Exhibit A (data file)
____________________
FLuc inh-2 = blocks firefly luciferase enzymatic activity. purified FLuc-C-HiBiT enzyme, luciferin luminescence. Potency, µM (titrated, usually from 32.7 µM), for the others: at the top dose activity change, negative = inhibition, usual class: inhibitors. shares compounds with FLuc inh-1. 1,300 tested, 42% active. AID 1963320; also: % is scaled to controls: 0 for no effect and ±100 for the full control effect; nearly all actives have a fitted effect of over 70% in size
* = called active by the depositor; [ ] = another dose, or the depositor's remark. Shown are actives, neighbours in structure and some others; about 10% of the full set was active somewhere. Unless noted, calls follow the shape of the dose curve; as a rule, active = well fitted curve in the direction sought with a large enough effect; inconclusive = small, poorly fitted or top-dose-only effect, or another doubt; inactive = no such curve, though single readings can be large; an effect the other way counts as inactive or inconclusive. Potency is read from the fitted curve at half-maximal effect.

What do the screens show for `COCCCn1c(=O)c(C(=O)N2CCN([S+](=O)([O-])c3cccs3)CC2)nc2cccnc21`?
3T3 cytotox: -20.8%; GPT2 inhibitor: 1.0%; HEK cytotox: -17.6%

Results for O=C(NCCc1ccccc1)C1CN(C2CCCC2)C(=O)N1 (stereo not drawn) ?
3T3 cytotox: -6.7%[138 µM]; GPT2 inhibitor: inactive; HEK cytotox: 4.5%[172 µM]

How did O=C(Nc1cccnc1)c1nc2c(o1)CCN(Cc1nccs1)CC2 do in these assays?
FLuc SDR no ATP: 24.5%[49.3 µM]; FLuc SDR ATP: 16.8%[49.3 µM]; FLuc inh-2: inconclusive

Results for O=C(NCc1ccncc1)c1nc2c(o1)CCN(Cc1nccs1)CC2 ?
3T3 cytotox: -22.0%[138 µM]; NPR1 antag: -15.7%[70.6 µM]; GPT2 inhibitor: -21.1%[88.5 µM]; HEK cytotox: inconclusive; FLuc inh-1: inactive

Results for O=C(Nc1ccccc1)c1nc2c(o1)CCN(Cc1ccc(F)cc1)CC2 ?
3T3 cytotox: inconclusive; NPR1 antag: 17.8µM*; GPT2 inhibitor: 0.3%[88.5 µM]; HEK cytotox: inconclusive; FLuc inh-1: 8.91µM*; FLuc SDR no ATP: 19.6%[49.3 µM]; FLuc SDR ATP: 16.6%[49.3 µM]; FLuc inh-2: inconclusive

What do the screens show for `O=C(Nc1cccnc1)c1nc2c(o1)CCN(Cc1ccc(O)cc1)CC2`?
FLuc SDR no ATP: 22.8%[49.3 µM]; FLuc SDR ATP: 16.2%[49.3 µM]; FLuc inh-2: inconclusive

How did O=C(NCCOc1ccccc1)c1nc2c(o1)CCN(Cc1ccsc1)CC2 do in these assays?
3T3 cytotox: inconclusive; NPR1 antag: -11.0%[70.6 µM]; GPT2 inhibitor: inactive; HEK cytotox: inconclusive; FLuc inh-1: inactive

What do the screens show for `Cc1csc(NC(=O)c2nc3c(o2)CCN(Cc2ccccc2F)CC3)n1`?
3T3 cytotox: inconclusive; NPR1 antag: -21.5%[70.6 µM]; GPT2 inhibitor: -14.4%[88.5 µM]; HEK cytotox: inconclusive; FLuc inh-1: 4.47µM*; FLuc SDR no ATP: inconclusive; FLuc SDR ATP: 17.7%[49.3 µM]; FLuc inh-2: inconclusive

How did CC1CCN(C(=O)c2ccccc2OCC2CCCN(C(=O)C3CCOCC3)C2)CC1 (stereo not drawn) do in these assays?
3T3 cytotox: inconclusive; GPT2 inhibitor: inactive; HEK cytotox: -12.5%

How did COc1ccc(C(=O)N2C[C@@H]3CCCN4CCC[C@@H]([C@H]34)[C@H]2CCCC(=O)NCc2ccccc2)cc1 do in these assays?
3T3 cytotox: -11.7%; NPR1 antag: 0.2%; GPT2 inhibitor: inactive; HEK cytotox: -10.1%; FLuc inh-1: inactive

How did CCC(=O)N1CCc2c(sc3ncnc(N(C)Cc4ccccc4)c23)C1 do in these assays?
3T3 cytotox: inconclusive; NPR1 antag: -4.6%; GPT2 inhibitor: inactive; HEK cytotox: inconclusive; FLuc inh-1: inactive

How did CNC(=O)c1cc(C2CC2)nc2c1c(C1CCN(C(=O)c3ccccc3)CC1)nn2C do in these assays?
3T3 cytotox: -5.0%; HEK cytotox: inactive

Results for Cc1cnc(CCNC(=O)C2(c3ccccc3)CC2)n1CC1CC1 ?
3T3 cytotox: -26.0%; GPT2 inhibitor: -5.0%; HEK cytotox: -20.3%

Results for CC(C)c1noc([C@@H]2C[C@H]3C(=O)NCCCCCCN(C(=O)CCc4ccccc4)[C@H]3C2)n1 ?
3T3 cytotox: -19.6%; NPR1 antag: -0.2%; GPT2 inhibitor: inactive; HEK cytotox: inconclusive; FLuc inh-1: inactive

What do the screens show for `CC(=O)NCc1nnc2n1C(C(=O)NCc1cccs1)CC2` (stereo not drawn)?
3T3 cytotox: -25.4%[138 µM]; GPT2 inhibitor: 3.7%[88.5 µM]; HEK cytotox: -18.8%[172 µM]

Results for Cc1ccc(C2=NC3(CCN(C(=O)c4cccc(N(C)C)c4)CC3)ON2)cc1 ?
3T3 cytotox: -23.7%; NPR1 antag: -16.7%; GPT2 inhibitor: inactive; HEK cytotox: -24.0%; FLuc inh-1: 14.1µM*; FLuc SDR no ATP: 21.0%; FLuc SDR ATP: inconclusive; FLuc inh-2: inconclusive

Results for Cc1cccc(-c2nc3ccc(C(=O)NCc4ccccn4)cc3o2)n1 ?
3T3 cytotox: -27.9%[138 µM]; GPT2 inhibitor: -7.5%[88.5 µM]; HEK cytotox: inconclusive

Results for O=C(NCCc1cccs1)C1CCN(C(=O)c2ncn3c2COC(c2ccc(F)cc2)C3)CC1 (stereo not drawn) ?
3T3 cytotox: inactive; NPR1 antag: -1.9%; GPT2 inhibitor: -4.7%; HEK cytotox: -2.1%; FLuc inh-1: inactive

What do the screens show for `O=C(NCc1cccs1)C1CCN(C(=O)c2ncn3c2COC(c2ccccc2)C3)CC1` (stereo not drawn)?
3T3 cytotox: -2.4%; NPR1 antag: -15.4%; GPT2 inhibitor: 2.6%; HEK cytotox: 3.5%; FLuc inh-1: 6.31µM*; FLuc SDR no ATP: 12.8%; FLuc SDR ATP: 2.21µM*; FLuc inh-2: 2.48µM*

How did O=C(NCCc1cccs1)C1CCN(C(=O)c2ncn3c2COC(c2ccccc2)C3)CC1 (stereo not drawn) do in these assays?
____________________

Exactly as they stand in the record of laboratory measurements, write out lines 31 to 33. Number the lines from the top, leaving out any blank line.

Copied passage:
What do the screens show for `CC(=O)NCc1nnc2n1C(C(=O)NCc1cccs1)CC2` (stereo not drawn)?
3T3 cytotox: -25.4%[138 µM]; GPT2 inhibitor: 3.7%[88.5 µM]; HEK cytotox: -18.8%[172 µM]

Results for Cc1ccc(C2=NC3(CCN(C(=O)c4cccc(N(C)C)c4)CC3)ON2)cc1 ?